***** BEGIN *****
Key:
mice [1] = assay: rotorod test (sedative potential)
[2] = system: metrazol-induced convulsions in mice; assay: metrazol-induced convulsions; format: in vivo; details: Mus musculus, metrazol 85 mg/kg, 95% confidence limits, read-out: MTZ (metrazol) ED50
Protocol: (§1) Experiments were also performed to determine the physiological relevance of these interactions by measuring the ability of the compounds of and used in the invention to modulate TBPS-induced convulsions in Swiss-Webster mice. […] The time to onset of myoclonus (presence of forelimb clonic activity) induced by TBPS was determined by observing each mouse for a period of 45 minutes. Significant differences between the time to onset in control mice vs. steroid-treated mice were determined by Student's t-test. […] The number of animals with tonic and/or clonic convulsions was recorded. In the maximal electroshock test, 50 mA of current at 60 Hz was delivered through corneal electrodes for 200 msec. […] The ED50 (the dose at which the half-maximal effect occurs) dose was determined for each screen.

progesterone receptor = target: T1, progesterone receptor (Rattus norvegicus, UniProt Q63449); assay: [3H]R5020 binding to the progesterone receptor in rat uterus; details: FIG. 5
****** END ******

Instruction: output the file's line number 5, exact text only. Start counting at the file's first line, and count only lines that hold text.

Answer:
progesterone receptor = target: T1, progesterone receptor (Rattus norvegicus, UniProt Q63449); assay: [3H]R5020 binding to the progesterone receptor in rat uterus; details: FIG. 5